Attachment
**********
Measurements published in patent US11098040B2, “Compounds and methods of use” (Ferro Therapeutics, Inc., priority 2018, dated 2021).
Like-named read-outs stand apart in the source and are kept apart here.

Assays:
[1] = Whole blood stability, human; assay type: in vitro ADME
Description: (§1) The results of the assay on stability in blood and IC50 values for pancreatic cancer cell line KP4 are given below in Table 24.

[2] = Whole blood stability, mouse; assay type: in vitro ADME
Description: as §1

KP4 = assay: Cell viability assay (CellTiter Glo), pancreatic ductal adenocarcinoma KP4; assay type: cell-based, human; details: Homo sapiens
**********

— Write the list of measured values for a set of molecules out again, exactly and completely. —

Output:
Measurements published in patent US11098040B2, “Compounds and methods of use” (Ferro Therapeutics, Inc., priority 2018, dated 2021).
Like-named read-outs stand apart in the source and are kept apart here.

Assays:
[1] = Whole blood stability, human; assay type: in vitro ADME
Description: (§1) The results of the assay on stability in blood and IC50 values for pancreatic cancer cell line KP4 are given below in Table 24.

[2] = Whole blood stability, mouse; assay type: in vitro ADME
Description: as §1

KP4 = assay: Cell viability assay (CellTiter Glo), pancreatic ductal adenocarcinoma KP4; assay type: cell-based, human; details: Homo sapiens